I've grown to appreciate and cherish my wife perhaps even more than the day we married. And I hope she knows I am here to support and take care of her for as long as I can.
As result of the disease I hope I've become a much more patient, relaxed, and appreciative man for the times ahead.
As a father I hope and believe my struggles with Lupus grant me strength, understanding, and empathy for my daughter.
I appreciate more than ever the time that we have together. And I gain strength from hopes and prayers that this is occurring to me in order to spare her in the future. Whether that is the plan or not, I welcome the thought that it is. I gain fortitude from hoping I play the role of hero to protect her.
I also hope that having Lupus grants me empathy, patience, and understanding to the things she will go through in life. I will be here as long as possible to support her.
I will let my lessons in life, specifically with medicine, be guidance to her and to her future family. I will never ever let a Doctor discount what she is saying or reporting. I will teach her that in a field that is not an exact science there are also individuals who are quick to judge and dismiss patients, apparently assuming the worst in people as fakes.
As a manager and a leader at work, Lupus has taught me the concept that "everyone is fighting a battle that you don’t know about" and to be kind and reserve your judgments. Never dismiss someone's story or hardship as exaggerated. It's quite possible in some circumstances that it is exaggerated, but what do you gain from disimissing or judging? And if an exaggeration, then a distinct cry for help or attention to something going on for that person.
I once again hope that as a manager and leader I am more patient and understanding. Also that I live and manage by the principle of "health, family, and self-care" first. Health and family being the only things that remain with you after a job is done with you. Self-care being the important element of balance to safeguard your health and family while working.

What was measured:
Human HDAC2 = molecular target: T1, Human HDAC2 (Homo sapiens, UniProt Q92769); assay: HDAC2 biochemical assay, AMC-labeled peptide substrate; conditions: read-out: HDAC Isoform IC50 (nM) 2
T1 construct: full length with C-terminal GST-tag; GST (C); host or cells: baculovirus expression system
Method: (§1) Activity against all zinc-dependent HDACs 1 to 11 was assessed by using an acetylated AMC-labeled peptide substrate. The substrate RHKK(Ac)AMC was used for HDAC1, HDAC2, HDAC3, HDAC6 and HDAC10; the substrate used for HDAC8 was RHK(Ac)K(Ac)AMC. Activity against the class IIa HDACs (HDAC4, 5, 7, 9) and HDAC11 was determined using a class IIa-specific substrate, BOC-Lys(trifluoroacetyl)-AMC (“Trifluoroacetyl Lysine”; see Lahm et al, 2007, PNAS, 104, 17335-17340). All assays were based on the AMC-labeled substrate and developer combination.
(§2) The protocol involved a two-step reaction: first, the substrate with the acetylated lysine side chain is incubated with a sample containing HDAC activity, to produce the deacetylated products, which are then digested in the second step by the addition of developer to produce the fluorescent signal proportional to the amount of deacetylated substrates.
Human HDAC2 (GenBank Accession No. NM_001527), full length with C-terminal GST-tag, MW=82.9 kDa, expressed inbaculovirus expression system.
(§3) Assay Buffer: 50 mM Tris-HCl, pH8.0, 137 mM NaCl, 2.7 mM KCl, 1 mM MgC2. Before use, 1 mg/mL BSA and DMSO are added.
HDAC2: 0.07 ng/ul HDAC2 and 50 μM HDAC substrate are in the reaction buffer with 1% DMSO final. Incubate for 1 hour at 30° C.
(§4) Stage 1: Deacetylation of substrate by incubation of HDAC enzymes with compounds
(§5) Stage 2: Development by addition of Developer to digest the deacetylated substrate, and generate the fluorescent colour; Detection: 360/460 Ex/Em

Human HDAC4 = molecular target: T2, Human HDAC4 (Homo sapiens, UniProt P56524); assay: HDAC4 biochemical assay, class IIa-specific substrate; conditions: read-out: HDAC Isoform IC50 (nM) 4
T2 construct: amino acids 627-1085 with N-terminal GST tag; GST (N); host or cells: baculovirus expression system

I try to make effort each day to be kind to my coworkers and customer colleagues by asking how they are, how their families are, and to follow up when anyone ever shares about sickness or ailment. I try to make myself available to be an active listener. This given so many are dismissive of illnesses they don't understand or feel uncomfortable discussing.
Finally, I've gained the strength to teach others about Lupus after years of hiding it from a wide audience. I am no longer afraid of what people think of me nor any perceived impact to my career. If they don't know the type of person or worker I am, then in my assessment they were never going to pay close enough attention to know regardless of Lupus or not.
If a current or future employer chooses to pass me over out of unspoken concerns about my having Lupus, well then its their unfortunate loss given my work effort has spoken for itself for years. You don't stay many years at a company if your output doesn't match your talk. Perhaps they should worry more about chronic talk in the workplace and no action versus chronic illnesses.